Amid the good news of Commonwealth Fusion Systems’ decision to locate its fusion research center in Devens, it was a shock to discover how little Harvard residents knew of the move prior to the appearance of two company spokespersons at a meeting of the Select Board two weeks ago.
The Devens Enterprise Commission followed the letter of the law by sending copies of Commonwealth’s application for a pair of Level 2 unified licenses to the abutting towns of Harvard, Ayer, Shirley, and Lancaster, where they were available for public scrutiny—for anyone who happened to know they were there. Hearing notices were posted on town websites, including Harvard’s, and residents were free to attend any of those meetings via Zoom—but how many knew?
When it came time to place a hearing notice in a print newspaper, the DEC chose the Nashoba Valley Voice, which is distributed in Ayer, Shirley, and Lancaster, but is a rare sight in Harvard, where the number of its subscribers approaches zero. By contrast, the Harvard Press reaches more than two-thirds of the households in town. Because state law deems placement of a print ad in one publication to be sufficient notice, readers of the Press, arguably the most engaged of Harvard’s voters, were left in the dark.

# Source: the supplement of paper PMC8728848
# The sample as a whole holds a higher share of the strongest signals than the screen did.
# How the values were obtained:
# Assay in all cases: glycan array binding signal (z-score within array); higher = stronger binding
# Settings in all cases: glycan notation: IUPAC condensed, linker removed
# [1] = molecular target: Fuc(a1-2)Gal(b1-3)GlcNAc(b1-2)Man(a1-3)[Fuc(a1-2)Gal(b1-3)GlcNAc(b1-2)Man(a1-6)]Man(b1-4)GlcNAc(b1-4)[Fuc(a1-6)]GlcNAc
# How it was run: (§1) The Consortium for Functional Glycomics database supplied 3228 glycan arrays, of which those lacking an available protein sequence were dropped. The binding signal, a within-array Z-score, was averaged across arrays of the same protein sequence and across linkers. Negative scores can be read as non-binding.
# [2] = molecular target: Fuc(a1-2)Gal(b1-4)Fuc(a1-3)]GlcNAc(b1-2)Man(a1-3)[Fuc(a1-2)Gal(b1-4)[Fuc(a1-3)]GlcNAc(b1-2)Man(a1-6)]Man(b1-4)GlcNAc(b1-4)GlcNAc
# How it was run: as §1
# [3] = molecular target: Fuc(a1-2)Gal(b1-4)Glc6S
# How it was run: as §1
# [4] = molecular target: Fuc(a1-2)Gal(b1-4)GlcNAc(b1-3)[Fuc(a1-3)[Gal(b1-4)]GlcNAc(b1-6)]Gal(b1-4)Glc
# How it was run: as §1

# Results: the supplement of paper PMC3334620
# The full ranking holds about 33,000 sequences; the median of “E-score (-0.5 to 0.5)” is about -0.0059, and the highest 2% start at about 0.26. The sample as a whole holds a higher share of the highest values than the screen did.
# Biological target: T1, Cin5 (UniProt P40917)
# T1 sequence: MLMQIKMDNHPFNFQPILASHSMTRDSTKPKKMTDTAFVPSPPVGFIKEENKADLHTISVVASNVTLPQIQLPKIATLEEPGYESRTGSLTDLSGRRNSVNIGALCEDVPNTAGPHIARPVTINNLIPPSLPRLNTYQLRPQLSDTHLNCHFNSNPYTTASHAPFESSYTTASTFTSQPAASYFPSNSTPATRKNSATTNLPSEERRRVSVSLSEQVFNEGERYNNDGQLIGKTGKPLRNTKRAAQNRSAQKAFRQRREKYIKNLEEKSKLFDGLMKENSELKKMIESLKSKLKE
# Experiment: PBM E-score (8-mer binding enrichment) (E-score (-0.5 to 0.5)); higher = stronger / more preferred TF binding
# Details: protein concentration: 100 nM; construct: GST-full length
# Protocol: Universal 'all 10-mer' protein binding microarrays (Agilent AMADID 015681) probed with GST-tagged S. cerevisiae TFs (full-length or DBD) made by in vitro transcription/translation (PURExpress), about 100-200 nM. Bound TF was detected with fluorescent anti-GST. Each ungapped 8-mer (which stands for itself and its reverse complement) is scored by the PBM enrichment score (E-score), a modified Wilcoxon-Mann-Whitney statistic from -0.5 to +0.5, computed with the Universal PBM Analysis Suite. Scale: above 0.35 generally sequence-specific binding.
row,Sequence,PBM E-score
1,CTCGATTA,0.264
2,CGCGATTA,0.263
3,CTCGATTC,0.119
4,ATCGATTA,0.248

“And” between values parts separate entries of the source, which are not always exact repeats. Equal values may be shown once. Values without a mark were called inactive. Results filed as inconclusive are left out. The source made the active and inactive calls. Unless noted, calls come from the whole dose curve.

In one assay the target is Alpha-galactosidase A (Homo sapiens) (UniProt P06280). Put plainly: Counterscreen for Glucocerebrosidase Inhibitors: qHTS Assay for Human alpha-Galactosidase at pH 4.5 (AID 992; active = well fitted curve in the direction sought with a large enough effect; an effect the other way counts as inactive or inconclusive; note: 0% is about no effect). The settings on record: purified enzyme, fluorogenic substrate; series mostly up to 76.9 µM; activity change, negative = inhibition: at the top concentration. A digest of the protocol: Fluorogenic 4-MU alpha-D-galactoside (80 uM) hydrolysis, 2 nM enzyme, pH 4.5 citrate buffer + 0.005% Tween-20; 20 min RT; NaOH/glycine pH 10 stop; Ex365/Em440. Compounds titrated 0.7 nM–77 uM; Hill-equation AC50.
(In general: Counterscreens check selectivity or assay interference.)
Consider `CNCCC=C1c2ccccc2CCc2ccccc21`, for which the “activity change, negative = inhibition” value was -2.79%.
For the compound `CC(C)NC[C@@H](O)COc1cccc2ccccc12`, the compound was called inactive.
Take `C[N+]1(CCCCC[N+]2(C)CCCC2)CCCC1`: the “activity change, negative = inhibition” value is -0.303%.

The recent establishment of a legislative committee to examine ways the state might aid the survival of a vibrant independent press in Massachusetts offers an opportunity to illuminate this information hole, while helping to support hyperlocal papers like the Press. Why not require public agencies to place a legal notice in every print publication that serves readers in their area of jurisdiction? In the case of MassDevelopment and the DEC, this would entail placing notices in both the Harvard Press and the Voice, as well as any other newspaper that publishes in the Devens stakeholder towns.
Enacting this simple requirement would benefit the state and its remaining independent press in two ways: First, it would result in a public that is better informed of developments at regional powerhouses like Devens. Second, the additional income would help make up for the loss of advertising dollars newspapers have suffered during the pandemic, underwriting their survival in an advertising market sucked dry by the dominance of Facebook, Google, and social media.